Review: Black Box by Shiori Ito — The Mistress of the House of Books

Molli Sébrier
4 min readFeb 7, 2022


I was introduced to this memoir at a book club meeting a few months ago (shout out to the FBC Paris for always having the best picks!) and I am so happy that I was. It’s not an easy read — far from it — but it is a necessary one.

Hailed as Japan’s answer to the #MeToo movement, Black Box by Shiori Ito is an at times chilling, at times uplifting story of Ito’s experience when she was raped by a prominent Japanese reporter in 2015. She came forward with her story in 2017 after she was told by the police that they could not (and would not) help her in pressing charges.

Despite film footage of Ito being dragged, unconscious into a hotel room by her attacker. Despite eyewitness accounts from people working at the restaurant where she was drugged and by the taxi driver who drove the pair to the hotel. Despite all of this glaring evidence against her attacker, the Tokyo police essentially shrugged their shoulders and told her, “there is nothing we can do to help you.”

Is it because her attacker is famous in his own right in the world of Japanese journalism? Or is it because the police didn’t find it necessary to do their jobs? Or is it because it was culturally unacceptable for Ito to find herself in the position she was in (alone, drinking with a male colleague) as a woman?

It seems that all of these reasons collided to form the perfect storm that Ito found herself in after going through one of the most traumatic experiences that a person could ever find themselves in.

In Black Box, Ito tells her story from start to finish. At times her recounting sounds almost clinical, but she had to separate herself from her memories in order to get it all down on paper. The scene of her attack is raw, and the moments leading up to when she was drugged were clear.

I won’t go into the details of the attack as I don’t find it necessary to write them, here, again. It was tempting to skip over that section of the book but I didn’t — I needed to know what happened as a way of showing respect to Ito for having the courage to write it herself. That’s one theme that fills the entire memoir: Ito’s courage.

After she explains what happened to her, the aftermath of the attack becomes clearer and clearer. At first, she’s afraid to share her store, even with her closest girlfriends. She eventually does tell a handful of people, and it makes her feel better. But, in a lot of ways it doesn’t. Her attacker is still out there, and she wants — needs, for him to be arrested. The rest of the book is centered around her struggle to get her story heard, and her struggle to bring her attacker down.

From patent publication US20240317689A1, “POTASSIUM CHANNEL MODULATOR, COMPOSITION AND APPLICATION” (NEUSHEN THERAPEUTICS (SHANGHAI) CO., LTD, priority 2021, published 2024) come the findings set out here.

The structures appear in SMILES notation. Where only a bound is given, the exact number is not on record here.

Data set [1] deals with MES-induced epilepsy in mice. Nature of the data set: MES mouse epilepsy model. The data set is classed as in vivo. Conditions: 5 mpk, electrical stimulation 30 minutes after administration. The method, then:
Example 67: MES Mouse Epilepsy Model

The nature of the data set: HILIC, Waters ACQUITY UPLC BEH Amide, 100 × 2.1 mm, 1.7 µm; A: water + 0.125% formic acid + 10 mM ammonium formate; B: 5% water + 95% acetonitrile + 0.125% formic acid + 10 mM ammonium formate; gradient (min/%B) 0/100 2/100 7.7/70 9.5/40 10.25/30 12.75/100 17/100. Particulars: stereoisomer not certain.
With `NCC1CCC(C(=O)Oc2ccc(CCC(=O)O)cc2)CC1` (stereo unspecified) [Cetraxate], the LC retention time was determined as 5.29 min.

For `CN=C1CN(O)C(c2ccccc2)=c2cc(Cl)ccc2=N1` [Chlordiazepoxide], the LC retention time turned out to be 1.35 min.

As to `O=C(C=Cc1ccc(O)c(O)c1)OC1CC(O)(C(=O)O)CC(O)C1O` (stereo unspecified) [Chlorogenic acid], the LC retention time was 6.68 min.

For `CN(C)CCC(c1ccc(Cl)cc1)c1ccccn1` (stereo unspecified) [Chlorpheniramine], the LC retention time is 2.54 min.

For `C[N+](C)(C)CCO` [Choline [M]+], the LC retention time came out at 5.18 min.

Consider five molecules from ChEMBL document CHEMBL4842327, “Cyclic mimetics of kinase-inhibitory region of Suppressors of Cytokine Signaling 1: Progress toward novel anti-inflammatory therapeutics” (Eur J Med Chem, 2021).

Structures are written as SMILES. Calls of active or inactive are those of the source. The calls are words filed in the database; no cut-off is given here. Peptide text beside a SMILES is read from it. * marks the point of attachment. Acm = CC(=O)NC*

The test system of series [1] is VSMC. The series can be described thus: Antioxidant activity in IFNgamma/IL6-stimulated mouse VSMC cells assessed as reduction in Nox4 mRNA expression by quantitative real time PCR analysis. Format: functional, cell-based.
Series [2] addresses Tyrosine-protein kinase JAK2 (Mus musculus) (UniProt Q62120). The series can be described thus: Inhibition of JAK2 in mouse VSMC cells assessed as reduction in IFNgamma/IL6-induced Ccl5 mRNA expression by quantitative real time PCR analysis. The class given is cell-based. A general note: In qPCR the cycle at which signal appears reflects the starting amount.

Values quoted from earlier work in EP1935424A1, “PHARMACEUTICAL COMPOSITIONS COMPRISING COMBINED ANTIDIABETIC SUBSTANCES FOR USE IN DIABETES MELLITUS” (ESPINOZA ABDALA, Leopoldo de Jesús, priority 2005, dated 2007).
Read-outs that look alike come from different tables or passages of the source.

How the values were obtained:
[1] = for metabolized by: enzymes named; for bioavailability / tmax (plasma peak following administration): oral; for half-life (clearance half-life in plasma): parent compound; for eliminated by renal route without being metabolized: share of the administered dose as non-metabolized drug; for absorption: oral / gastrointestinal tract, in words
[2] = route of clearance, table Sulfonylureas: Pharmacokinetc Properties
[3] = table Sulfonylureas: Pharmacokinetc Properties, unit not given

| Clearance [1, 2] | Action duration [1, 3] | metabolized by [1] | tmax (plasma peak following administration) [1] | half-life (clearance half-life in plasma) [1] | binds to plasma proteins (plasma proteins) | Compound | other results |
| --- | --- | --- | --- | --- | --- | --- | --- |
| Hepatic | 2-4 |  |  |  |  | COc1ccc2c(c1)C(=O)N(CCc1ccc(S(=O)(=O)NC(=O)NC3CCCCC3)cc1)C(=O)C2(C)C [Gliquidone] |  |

The most shocking part of Ito’s story is the resistance she comes up against again and again. Her attacker is famous, so he can’t be pulled down. The police and some coworkers urge her to keep quiet, especially if she wants a future in journalism. The whole story echos so clearly so many other #MeToo stories, that it’s somewhat scary. A different country, a different culture, a different people…same story. Same results.

Another gut-wrenching side of Ito’s experience (and the experience of so many other women) is that her attack seems to follow her everywhere. She is nervy, jumpy, and very much a victim of PTSD. She loses weight. She becomes a recluse. She can’t work and it turns out the police were right — she no longer has a place in Japanese journalism. A huge part of why Ito struggles to move on even after sharing her story is that as she tells her story, her attacker is still out in the world.

In 2019, Ito won the civil case against her attacker, but, as she writes in the Epilogue of the book written in 2021, there is still much to be done. Mainly, she wants to continue to bring stories like hers out into the light. She writes:

“We have gone from the invisible, nameless existence as victims to “Me.”

In my ongoing work to represent the truth, I want to continue to make things visible, to bring them into the light. Because that’s how they will change.”

Ito joined the end of the book club meeting for a little Q&A session and it was such a pleasure and honor to meet her and to ask her questions. She said that she’s happy that her story launched a movement in Japan, as in her opinion, it was about time. She mentioned that the problem begins within the Japanese language, saying that there aren’t even words to describe what it feels like to be raped.

I’m eager to continue to follow Ito and the progress she’s making in Japan. And, to quote her again, “there are a great many issues that still need to change.” I’m proud to say that I support these changes. And although this website is just a small drop into a larger puddle of feminist activists, I’m happy to swim along with them.

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Originally published at on February 7, 2022.